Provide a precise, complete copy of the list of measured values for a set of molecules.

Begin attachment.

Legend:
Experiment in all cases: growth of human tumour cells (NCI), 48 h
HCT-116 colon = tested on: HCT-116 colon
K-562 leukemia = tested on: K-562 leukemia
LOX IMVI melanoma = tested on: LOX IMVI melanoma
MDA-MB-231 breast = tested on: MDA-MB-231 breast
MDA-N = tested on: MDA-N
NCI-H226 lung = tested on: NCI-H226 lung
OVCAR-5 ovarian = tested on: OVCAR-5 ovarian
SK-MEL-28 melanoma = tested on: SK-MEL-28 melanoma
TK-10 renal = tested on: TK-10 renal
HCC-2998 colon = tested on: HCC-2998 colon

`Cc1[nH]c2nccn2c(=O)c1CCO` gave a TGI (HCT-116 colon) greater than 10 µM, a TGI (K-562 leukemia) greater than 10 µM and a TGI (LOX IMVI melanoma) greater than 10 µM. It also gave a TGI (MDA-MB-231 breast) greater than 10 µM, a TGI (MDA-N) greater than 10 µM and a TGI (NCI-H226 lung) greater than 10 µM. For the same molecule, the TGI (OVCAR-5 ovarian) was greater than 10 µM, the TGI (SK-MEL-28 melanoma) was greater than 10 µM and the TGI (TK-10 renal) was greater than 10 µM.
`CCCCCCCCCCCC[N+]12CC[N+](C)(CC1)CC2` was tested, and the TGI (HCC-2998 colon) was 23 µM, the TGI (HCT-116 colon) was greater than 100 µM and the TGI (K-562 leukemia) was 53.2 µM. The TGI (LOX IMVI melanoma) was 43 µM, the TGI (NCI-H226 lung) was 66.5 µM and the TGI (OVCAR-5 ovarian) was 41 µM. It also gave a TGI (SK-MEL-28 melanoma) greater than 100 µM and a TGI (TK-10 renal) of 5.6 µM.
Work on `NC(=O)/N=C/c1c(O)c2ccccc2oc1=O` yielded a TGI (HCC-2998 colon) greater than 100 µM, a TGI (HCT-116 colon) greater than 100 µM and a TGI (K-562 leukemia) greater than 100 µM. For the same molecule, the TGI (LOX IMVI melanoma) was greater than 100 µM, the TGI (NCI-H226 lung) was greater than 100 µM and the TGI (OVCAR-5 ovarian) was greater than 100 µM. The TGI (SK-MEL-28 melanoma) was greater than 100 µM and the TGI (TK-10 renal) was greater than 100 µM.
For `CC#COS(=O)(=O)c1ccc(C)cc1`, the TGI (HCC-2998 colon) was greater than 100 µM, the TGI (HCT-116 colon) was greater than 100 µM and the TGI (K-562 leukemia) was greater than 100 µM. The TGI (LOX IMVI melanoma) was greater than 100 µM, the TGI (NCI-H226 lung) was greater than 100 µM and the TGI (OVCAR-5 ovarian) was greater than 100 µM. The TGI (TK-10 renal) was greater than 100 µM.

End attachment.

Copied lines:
Legend:
Experiment in all cases: growth of human tumour cells (NCI), 48 h
HCT-116 colon = tested on: HCT-116 colon
K-562 leukemia = tested on: K-562 leukemia
LOX IMVI melanoma = tested on: LOX IMVI melanoma
MDA-MB-231 breast = tested on: MDA-MB-231 breast
MDA-N = tested on: MDA-N
NCI-H226 lung = tested on: NCI-H226 lung
OVCAR-5 ovarian = tested on: OVCAR-5 ovarian
SK-MEL-28 melanoma = tested on: SK-MEL-28 melanoma
TK-10 renal = tested on: TK-10 renal
HCC-2998 colon = tested on: HCC-2998 colon

`Cc1[nH]c2nccn2c(=O)c1CCO` gave a TGI (HCT-116 colon) greater than 10 µM, a TGI (K-562 leukemia) greater than 10 µM and a TGI (LOX IMVI melanoma) greater than 10 µM. It also gave a TGI (MDA-MB-231 breast) greater than 10 µM, a TGI (MDA-N) greater than 10 µM and a TGI (NCI-H226 lung) greater than 10 µM. For the same molecule, the TGI (OVCAR-5 ovarian) was greater than 10 µM, the TGI (SK-MEL-28 melanoma) was greater than 10 µM and the TGI (TK-10 renal) was greater than 10 µM.
`CCCCCCCCCCCC[N+]12CC[N+](C)(CC1)CC2` was tested, and the TGI (HCC-2998 colon) was 23 µM, the TGI (HCT-116 colon) was greater than 100 µM and the TGI (K-562 leukemia) was 53.2 µM. The TGI (LOX IMVI melanoma) was 43 µM, the TGI (NCI-H226 lung) was 66.5 µM and the TGI (OVCAR-5 ovarian) was 41 µM. It also gave a TGI (SK-MEL-28 melanoma) greater than 100 µM and a TGI (TK-10 renal) of 5.6 µM.
Work on `NC(=O)/N=C/c1c(O)c2ccccc2oc1=O` yielded a TGI (HCC-2998 colon) greater than 100 µM, a TGI (HCT-116 colon) greater than 100 µM and a TGI (K-562 leukemia) greater than 100 µM. For the same molecule, the TGI (LOX IMVI melanoma) was greater than 100 µM, the TGI (NCI-H226 lung) was greater than 100 µM and the TGI (OVCAR-5 ovarian) was greater than 100 µM. The TGI (SK-MEL-28 melanoma) was greater than 100 µM and the TGI (TK-10 renal) was greater than 100 µM.
For `CC#COS(=O)(=O)c1ccc(C)cc1`, the TGI (HCC-2998 colon) was greater than 100 µM, the TGI (HCT-116 colon) was greater than 100 µM and the TGI (K-562 leukemia) was greater than 100 µM. The TGI (LOX IMVI melanoma) was greater than 100 µM, the TGI (NCI-H226 lung) was greater than 100 µM and the TGI (OVCAR-5 ovarian) was greater than 100 µM. The TGI (TK-10 renal) was greater than 100 µM.